8. Bottom line is to ADOPT from a reputable, local rescue group or shelter. Many rescue groups and shelters have weekend adoption events at Petsmart or Petco, or a local business that's participating in their "event". If you're looking for a particular breed, it's reported that many pure breed pets are surrendered. You can also contact them and tell them your preference of breed, and they will get in touch with you when they receive one.

The Charges
  • Be skeptical if the seller adds “additional charges” such as: fees for a vet visit, a different crate, travel expenses, pet insurance, etc. Pet insurance is NOT required for a pet to be shipped or to travel. 
  • Don’t trust a seller that pushes for the sale to happen quickly by saying they are moving, they have to get rid of the pet asap, they can’t take care of the pet anymore or that harm may come to the pet. 
  • Do research to get a sense of what a fair price is for the pet you are interested in adopting. Think twice if they are selling a purebred dog at a very low price.
  • It should be a red flag if e-mail communications have broken English or very poor grammar.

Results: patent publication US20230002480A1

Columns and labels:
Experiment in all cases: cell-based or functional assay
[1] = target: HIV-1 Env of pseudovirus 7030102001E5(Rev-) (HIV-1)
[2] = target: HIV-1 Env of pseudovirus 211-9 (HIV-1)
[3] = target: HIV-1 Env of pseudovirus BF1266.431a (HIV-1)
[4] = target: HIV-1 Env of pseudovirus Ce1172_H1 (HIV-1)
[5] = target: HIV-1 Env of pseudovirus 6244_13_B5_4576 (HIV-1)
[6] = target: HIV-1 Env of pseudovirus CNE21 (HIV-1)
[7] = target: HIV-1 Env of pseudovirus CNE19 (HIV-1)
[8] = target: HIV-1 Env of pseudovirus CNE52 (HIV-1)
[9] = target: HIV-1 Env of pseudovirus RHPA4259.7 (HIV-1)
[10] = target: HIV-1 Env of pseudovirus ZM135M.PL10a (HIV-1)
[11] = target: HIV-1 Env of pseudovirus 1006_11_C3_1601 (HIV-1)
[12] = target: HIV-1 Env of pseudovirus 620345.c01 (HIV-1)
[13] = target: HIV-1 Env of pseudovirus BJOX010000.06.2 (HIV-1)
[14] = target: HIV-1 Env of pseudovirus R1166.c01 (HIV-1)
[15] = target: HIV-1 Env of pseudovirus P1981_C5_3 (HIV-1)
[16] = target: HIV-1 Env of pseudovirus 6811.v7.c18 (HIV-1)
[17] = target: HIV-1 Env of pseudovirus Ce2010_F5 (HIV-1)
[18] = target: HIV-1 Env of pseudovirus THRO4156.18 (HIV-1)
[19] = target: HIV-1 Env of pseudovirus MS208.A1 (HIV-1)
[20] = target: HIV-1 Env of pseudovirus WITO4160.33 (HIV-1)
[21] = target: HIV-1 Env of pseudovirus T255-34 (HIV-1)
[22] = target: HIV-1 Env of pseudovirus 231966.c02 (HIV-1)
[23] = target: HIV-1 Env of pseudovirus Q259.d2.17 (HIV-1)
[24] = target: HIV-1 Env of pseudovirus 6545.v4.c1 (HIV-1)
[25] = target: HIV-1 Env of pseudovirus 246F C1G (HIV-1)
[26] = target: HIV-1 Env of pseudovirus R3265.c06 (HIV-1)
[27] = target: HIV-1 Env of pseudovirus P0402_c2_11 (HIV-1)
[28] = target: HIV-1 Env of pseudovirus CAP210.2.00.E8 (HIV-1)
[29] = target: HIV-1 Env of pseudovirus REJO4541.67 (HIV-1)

Remember, when you do business online, not only could you end up paying a lot of money and not get that pet you had your heart set on, but your personal information could also now be in the wrong hands.

Again - Your best bet is to find a reputable local rescue group or shelter.

Adopting From A Rescue Group

Communication with the group is vital. Is the group answering your questions and are you comfortable?

Even when an adoption group is legitimate, it’s important to make sure you’re comfortable with the group. If problems arise after you adopt, you want to feel sure you’ve adopted from a group that is responsive. 

Taking the time to ask questions about the group, its policies and the pet you’re interested in can give you a sense of whether it’s the right one for you. It can also help you sense whether it’s aboveboard or not.

Here are a few questions you can ask to get the conversation going:
  • Where is the pet currently housed and can I visit him? 
  • Can I meet the pet before I adopt him? (This is a must!
  • What veterinary care has he had so far and what does he need? 
  • What kind of household would be best for him? 
  • Does he have any behavioral concerns that you’ve seen? 
  • Why was he surrendered?
Pet advocates suggest that owners get pets spayed or neutered so they can’t be used by criminals for breeding. It’s also recommended that pets have a microchip implanted, so that they can be identified even if an identifying collar is removed.

Adopting a new pet is an exciting time. Do your research and don’t cut corners during the adoption process.